A few weeks ago, during a family vacation, we visited the Hebrew Music Museum in Jerusalem. It’s a new museum that was opened a year and a half ago by businessman Laurent Levi together with Eldad Levy, a composer and santur player, according to the museum’s website. As a music lover I was excited about the visit, particularly given the museum’s maxim – “We believe that music touches everyone without discrimination, segregation or prejudice” (also from its website).
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We were handed tablets at the entrance and continued to the exhibit rooms. We were impressed by the variety of musical instruments from all Jewish communities and enjoyed looking at the exhibits. But a deeper look turns up a few things that are difficult to ignore.
I would have expected a museum in Jerusalem that believes that “music touches everyone without discrimination, segregation or prejudice,” even under private ownership, to caption its displays not just in Hebrew, English, French, Russian and Spanish, but also in Arabic, which is still one of the country’s official languages and is spoken by a third of the residents of the greater Jerusalem area.
The reason for ignoring the Arab public, which might also want to enjoy music’s ability to “unite, gladden and awaken each person’s inner good” (as written on the museum’s website), becomes clear when one reaches the highlight of the museum: the Hebrew Room, which features a model of the Temple in Jerusalem and includes a virtual reality tour. Here you discover the museum’s other objectives, which go beyond music. Here the Third Temple takes shape and form – virtual for now, but with a physical model. This is how the museum serves as another tool for preparing people for its construction.
There is a clear connection between music and the Temple. The custom during the morning prayers is to recite the “song of the day,” the chapter of Psalms that was sung by the Levites on a given day of the week during the daily tamid sacrifice. During our visit to the Hebrew Room, my family and I were treated to a tour of the Temple and a view of how the tamid sacrifice was performed (through virtual reality goggles – for now).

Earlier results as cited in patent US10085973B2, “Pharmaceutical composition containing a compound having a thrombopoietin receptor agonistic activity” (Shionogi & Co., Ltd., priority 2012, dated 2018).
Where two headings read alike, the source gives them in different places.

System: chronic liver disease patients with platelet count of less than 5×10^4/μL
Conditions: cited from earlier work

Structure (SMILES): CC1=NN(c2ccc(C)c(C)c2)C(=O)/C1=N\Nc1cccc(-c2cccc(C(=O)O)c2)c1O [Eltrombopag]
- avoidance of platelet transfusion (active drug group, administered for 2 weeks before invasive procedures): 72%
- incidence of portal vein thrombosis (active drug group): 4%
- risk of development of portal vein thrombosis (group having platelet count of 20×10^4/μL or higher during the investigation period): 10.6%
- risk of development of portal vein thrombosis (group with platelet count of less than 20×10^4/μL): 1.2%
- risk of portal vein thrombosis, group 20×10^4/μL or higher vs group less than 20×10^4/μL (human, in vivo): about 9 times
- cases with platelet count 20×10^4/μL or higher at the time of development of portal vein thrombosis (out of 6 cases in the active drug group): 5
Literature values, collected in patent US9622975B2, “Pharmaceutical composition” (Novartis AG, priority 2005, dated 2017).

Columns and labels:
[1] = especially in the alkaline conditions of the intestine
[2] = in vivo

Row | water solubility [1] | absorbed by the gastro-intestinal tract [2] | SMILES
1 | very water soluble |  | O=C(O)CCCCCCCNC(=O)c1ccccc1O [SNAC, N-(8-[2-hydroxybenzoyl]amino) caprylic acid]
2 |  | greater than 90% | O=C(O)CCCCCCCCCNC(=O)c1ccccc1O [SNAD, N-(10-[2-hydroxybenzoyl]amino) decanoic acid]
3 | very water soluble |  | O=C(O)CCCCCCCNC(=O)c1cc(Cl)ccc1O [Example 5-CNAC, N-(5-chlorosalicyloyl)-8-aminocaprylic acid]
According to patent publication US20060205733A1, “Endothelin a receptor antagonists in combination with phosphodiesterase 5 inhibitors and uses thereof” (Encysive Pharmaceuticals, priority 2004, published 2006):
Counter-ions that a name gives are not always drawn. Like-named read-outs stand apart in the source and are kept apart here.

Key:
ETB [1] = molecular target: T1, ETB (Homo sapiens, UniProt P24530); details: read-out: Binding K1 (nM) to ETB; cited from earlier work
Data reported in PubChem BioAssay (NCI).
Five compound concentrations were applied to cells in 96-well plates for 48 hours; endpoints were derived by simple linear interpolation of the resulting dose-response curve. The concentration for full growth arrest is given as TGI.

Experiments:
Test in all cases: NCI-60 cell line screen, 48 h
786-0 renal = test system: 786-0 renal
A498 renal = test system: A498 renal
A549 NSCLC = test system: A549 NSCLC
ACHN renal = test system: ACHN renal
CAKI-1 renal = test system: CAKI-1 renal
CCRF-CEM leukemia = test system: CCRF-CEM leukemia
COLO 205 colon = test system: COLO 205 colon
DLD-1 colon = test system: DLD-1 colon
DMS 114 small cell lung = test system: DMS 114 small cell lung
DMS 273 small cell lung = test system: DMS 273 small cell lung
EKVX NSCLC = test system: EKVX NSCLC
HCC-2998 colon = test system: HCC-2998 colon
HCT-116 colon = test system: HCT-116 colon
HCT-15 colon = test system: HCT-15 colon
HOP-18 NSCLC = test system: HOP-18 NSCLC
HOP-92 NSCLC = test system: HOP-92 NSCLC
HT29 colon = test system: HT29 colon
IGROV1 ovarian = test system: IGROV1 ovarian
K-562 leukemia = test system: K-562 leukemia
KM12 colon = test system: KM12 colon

A visit to the website of the museum’s founder, Laurent Levy, sheds light on his worldview. He notes that “In the Torah there are several explicit mentions of the place of residence of the Jewish people. The borders of the Promised Land, the Land of Israel, are also clearly defined. In 2012, 46% of the Jewish people were living in the land the Lord bequeathed to them for generations. The return of Jews of the Diaspora to the land and to the Torah are two phenomena that we will witness in Israel in the coming years; that is, we will study Torah more intensively and thus reveal more of the Divine aspect of the world for the benefit of Jerusalem, Israel, the world and everyone on earth. That’s how the Third Temple will be rebuilt.”
The museum does not solicit contributions and is not supported by any government agency. But many students have already visited it on organized school tours and it is in the process of becoming a recognized institution, at least according to the representative who met us at the entrance. The museum is certainly beautiful; it’s clear that a great deal of thought and investment that went into the design of the space and the exhibits. But it is not just a museum of Hebrew music. It is another stage in the preparations for rebuilding the Temple, since, as its founder notes, “In the Temple it was forbidden to offer sacrifices, to confess sins or to come close to God without the music.”
The museum’s founders are ignoring the words of the prophet Isaiah, “For my house shall be called a house of prayer for all peoples,” (Isaiah 56:7), which requires respectful cooperation with representatives of all religions, including Islam – and certainly doesn’t call to exclude them.
The founders missed the opportunity to achieve their declared goal to “unite, gladden and awaken each person’s inner good” through music. The museum is another indication of the trend we are witnessing in educational and cultural institutions to exclude Arabic while conveying messianic-religious messages in the guise of educational content.